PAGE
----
September 22, 2021

Medical Debts to be Removed From Credit Reports

With the terrible economy, high unemployment, and loss of health insurance,  there are lots of people who have their credit score negatively affected by medical bills.

This is happening more and more considering the fact that the United States economy has been in disarray for the past several years. People are constantly struggling to get ahead and medical bills being listed as blemishes on a credit record can stop people from reaching their full potential.

There has recently been a proposal by Rep. Heath Shuler that would require that the three credit reporting agencies delete any medical debt of up to $2,500 within 45 days of the bill being paid off.

Right now when you have a medical debt it stays on your credit report for seven years even if you pay it off before then.

The bill has not yet been sent to the Senate, but supporters of it are hoping to see it voted on as early as the fall. If this is approved there are many people who would qualify for loans and credit cards that they were not formerly eligible for.

Opponents of the bill feel that taking medical debt off of credit reports gives credit card companies a false impression of the type of person that they are lending it to.

The main reason why credit reports are checked are so that lenders can see if the borrower usually pays debts back in a timely manner. Opponents feel that not having medical debt available on a credit report will lead to lenders not being paid back when they should.

While that may be a valid point, there are many people who cannot pay back bills right away because they have illnesses that require them to seek expensive medical treatments on a regular basis. Supporters of the bill feel like these people should not have a problem qualifying for mortgages and things of that nature because of something that is beyond their control.

In CNN’s coverage, a consumer credit specialist weighed in on the topic and he says that he believes the real problem is the fact that hospitals are not working with their customers enough to figure out why they have fallen so far behind.

Read more:
CNN Money
Unpaid Medical Bills Can Ruin Your Credit
Unpaid Medical Bills Can Negatively Impact Credit
How Medical Bills Affect Your Credit

Credit Repair: Know Your Rights and How To Spot A Scam

“We have all heard the old adage “”If it seems too good to be true, it probably is,”" and that applies to just about everything in life, including credit repair. According to statistics, Americans, as a whole, are over $1.2 billion in debt. With that number, that averages to approximately $5,000 for each American citizen. What is even more surprising than that is the fact that this is non-mortgage debt, so the estimated number would be even more than that staggering figure.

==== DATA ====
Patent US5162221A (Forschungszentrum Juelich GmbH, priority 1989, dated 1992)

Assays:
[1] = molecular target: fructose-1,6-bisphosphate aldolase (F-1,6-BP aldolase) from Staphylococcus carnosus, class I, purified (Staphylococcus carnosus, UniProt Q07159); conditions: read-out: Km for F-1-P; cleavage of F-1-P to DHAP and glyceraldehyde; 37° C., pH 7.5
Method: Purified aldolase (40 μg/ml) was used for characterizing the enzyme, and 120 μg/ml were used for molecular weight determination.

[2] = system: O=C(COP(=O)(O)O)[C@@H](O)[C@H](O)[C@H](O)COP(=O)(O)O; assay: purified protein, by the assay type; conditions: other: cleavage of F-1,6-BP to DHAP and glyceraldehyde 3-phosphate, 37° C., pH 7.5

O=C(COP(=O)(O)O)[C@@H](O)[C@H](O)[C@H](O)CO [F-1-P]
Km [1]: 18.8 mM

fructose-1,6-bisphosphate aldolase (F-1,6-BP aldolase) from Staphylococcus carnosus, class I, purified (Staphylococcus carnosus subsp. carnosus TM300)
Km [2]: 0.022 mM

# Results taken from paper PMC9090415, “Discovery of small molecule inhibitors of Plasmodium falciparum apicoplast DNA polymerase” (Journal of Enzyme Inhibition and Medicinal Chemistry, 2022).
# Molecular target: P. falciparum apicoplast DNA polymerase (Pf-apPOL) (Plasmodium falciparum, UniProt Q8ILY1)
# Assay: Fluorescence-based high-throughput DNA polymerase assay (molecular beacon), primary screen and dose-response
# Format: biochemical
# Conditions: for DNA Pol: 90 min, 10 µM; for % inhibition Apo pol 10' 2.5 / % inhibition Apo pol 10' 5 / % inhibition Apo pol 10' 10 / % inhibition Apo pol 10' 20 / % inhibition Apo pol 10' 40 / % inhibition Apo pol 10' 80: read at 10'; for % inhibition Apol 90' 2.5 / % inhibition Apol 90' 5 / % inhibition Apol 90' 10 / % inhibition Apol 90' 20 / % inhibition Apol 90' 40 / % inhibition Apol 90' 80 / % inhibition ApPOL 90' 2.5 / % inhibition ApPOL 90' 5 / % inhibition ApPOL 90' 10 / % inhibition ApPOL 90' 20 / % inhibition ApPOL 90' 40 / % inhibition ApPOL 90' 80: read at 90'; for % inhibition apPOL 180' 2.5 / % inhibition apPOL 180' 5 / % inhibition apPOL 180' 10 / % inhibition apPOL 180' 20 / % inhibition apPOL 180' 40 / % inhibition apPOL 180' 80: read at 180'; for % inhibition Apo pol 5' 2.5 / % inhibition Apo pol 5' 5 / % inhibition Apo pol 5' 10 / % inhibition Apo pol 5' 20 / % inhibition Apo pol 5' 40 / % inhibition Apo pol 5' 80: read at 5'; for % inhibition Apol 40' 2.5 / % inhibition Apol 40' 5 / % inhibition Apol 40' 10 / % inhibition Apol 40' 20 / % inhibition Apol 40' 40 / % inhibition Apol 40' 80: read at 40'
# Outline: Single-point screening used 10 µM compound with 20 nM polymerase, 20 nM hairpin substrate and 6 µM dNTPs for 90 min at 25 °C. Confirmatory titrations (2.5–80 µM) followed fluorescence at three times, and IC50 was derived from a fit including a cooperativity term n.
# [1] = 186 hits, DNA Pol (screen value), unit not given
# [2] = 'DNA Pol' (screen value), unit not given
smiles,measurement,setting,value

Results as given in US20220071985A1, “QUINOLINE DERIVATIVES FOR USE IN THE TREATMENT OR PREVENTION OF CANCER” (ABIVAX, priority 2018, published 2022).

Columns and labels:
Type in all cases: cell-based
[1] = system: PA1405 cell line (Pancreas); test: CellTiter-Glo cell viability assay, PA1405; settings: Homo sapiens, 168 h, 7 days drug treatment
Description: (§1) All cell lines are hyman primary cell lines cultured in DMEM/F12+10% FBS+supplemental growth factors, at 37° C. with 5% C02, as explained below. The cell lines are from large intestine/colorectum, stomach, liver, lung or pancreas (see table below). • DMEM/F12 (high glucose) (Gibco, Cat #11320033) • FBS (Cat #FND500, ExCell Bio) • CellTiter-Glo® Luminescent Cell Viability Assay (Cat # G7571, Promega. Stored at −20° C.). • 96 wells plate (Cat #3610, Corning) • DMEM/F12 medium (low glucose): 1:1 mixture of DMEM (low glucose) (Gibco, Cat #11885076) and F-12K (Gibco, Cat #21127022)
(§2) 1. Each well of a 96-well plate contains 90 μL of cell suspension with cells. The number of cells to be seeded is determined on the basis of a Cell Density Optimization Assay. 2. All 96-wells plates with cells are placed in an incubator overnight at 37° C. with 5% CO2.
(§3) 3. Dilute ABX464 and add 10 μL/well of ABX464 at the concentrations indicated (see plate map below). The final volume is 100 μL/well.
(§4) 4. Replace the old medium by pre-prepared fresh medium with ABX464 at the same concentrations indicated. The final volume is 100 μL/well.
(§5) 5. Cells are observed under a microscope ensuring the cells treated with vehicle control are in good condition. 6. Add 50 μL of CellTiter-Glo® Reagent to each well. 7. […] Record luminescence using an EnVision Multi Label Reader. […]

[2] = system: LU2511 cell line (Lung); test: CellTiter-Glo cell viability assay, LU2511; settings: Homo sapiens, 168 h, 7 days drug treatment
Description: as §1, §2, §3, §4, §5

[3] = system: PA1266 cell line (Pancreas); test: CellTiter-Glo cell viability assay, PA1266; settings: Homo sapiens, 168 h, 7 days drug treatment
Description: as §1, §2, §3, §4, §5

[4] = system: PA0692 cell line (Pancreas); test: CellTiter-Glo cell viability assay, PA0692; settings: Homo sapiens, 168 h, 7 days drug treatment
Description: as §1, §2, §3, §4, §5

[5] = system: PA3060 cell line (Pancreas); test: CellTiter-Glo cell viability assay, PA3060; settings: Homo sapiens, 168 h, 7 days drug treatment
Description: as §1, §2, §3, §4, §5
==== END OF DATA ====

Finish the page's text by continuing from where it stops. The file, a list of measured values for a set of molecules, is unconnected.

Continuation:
With the amount of money that each American is in the hole for, it is no wonder that more and more people are looking for ways to get out. There are too many reasons to list why there is so much debt, but the fact remains that we are. The reasons can be anything from job loss to excessive spending, but that does not change the fact that many people are trying to find a way out.

When it comes to repairing one’s credit, there are very many things that people are not even aware of. Offers of credit repair services are on the internet, on our television sets, and in our mail boxes. It is not hard to see why so many people are using these companies. Their claims of restoring one’s credit is very appealing to anyone trying to purchase a car or home, or even find employment. What people do not realize is that anything these companies can do for it’s customers can be done by the customers themselves for free or a fraction of their preposterous fees.

According to the Federal Trade Commission’s website, there are not only ways to help yourself to improve your credit score, but also ways to spot companies who do not have your best interest in mind. The Credit Repair Organization Act gives a few ways to recognize if credit repair companies are legitimate or not. Companies requiring payment up front for the services they provide and those who do not inform you of the things that you can do on your own to repair your credit are not legitimate. Another big no-no that should send up a red flag is the company’s advising customers to apply for an Employer Identification Number to use instead of a Social Security number in an attempt to invent a new identity. If the company should tell you to not contact any of the three major credit reporting companies yourself, steer clear. Boasts and promises of being able to rid you of all of your negative credit information, including current and accurate information, should also be an indicator of non-legitimate business practices.